A team led by Dr. Frank Vicini from Michigan Healthcare Professionals found no significant differences between using a shortened whole-breast irradiation treatment regimen over the four- to six-week conventional whole-breast irradiation therapy.
"This approach cuts treatment time for these patients in half," Vicini said in a press release. "Now the comfort level is there to say to higher-risk patients, 'I can offer you this option, and it works just as well.'"
Previous studies support supplemental radiation dosage to the lumpectomy cavity region after whole-breast irradiation. This includes a relative reduction of in-breast recurrence by 20% to 30%. However, the disadvantage of this is extending the treatment duration by around one week.
Vicini and colleagues wanted to find out whether this supplemental dose, also known as a boost, can be delivered in tandem with a shorter whole-breast irradiation regimen. The end goal was to see if this method is noninferior to boost delivered sequentially after conventional whole-breast irradiation in patients considered to be at high risk for developing in-breast recurrence.
They looked at prospective data from 2,262 people with early-stage breast cancer who had an elevated risk of local recurrence following lumpectomy. The patients had an average age of 55 years and were treated at 276 different sites around the world. Risk factors included higher tumor grade, older age, receipt of presurgical chemotherapy, and estrogen-receptor-negative status.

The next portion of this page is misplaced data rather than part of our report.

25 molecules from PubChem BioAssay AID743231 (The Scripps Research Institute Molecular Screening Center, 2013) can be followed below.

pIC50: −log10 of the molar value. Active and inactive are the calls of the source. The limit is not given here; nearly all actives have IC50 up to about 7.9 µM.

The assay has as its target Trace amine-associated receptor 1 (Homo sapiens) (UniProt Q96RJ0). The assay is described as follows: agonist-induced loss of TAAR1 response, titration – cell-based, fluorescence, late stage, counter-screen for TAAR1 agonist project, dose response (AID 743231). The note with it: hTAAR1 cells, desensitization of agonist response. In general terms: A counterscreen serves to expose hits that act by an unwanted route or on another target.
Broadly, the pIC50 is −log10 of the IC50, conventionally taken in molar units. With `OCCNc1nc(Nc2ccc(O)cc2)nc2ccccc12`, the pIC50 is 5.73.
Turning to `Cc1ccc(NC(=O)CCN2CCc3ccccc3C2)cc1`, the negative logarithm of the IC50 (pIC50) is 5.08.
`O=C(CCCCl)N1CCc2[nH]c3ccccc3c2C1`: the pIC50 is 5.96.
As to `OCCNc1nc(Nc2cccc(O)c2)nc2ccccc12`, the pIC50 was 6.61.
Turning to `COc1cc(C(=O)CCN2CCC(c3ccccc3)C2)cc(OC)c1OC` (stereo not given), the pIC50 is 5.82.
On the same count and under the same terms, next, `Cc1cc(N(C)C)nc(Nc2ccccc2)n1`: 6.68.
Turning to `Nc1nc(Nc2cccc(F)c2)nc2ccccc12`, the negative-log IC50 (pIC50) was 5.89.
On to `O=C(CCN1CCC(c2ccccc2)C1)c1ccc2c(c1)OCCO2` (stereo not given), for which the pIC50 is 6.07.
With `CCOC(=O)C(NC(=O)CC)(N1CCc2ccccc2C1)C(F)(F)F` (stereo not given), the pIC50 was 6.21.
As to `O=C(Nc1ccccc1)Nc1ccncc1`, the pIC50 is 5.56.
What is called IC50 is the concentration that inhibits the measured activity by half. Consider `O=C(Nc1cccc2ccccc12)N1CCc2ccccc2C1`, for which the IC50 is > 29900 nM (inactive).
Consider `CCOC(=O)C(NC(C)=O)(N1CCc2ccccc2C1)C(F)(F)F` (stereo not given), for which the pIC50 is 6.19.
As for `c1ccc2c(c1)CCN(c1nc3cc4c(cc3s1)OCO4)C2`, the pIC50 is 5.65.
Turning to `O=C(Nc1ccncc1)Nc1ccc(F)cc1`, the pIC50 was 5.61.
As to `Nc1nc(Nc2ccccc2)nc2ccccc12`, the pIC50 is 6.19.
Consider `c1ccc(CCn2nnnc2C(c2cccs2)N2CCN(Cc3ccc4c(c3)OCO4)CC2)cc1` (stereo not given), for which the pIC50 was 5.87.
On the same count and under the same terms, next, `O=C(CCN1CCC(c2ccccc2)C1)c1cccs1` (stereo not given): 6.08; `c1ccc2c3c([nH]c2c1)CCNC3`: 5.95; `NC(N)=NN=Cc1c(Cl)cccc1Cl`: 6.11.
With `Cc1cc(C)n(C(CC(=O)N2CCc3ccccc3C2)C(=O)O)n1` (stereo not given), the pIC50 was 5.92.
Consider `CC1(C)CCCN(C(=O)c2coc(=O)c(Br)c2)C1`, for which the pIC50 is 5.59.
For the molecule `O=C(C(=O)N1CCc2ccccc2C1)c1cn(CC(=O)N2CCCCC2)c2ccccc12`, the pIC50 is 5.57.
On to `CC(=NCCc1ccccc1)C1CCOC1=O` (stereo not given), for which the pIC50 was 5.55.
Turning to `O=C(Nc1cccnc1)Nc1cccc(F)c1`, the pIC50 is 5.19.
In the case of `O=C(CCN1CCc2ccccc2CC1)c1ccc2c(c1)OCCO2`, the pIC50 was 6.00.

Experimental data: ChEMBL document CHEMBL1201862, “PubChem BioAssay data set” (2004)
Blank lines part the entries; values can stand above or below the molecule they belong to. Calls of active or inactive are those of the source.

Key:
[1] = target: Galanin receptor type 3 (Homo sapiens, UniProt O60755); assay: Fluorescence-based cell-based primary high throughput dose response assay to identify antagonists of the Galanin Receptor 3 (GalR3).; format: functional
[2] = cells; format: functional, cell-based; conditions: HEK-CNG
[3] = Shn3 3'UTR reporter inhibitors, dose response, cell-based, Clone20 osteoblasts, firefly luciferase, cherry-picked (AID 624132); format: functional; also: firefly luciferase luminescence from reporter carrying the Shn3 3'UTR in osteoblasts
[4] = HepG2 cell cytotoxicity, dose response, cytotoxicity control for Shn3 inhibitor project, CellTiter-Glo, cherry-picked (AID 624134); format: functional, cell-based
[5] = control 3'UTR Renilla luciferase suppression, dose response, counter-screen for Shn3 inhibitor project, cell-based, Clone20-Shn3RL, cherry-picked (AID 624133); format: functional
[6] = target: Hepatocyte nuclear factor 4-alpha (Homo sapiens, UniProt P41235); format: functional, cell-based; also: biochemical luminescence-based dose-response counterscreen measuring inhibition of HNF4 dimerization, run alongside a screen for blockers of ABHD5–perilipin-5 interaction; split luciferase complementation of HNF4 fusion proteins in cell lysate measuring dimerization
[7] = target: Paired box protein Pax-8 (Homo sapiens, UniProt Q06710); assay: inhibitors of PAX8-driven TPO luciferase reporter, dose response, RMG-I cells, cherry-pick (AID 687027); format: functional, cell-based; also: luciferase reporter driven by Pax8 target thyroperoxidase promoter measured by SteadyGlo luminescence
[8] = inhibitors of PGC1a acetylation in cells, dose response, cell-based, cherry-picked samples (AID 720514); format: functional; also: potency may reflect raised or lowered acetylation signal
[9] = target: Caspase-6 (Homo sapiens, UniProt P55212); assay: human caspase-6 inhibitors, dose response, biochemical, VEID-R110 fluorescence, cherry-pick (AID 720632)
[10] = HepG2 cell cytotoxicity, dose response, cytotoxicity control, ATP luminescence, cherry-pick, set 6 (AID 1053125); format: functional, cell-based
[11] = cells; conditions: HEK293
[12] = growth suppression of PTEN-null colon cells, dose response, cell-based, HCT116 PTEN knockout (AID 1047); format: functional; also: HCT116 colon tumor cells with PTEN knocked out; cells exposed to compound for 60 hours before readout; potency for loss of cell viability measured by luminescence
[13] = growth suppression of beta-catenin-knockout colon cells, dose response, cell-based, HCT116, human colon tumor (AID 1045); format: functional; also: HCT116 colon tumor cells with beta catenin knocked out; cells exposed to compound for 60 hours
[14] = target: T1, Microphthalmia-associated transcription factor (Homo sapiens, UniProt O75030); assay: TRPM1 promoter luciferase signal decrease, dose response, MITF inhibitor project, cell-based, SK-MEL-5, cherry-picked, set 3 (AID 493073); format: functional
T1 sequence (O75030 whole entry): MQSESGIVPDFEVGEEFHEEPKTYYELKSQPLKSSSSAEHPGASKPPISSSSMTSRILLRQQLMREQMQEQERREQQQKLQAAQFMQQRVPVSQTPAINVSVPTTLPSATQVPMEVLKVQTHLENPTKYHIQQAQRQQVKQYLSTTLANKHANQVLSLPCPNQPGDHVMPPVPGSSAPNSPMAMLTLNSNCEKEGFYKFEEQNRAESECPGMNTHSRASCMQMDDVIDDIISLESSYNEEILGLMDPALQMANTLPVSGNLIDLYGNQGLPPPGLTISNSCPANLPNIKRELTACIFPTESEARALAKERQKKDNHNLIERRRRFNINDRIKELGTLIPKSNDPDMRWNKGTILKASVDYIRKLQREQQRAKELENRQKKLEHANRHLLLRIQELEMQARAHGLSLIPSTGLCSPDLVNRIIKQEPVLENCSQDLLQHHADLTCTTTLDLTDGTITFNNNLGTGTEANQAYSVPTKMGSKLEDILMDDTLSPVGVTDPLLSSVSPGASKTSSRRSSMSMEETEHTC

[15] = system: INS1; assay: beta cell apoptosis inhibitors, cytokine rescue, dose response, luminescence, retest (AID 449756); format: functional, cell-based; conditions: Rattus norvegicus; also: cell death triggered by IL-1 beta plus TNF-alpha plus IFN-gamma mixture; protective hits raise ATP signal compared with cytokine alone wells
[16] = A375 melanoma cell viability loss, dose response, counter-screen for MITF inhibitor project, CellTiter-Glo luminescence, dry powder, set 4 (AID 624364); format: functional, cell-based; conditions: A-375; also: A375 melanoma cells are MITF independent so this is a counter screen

The researchers randomized patients into two groups. One had patients receive conventional whole-breast radiation delivered over four to five weeks, followed by a boost to the lumpectomy site delivered over six to seven days (n = 1,124). The other had patients receive the shortened regimen delivered over three weeks, with the boost to the surgical site delivered at the same time over those three weeks (n = 1,138).
The team looked at five- and seven-year recurrence rates, as well as cosmetic outcomes as rated by physicians.
|Comparison between conventional, shortened irradiation strategies
||Conventional irradiation/sequential boost
||Hypofractionated irradiation/concurrent boost
|5-year recurrence rate
|7-year recurrence rate
|Cosmetic outcomes (rated good or excellent)
|Severe side effects reported
The researchers also found a total of 56 in-breast recurrences during the median follow-up of 7.3 years. They also wrote that the hypofractionated three-week treatment was non-inferior to the longer treatment when it came to breast tumor recurrence (p = 0.039).
The team added that they want to study how more patients, such as those whose cancer has spread to the lymph nodes, can benefit from the three-week approach. The authors also suggested studying how treatment time can be shortened even further.
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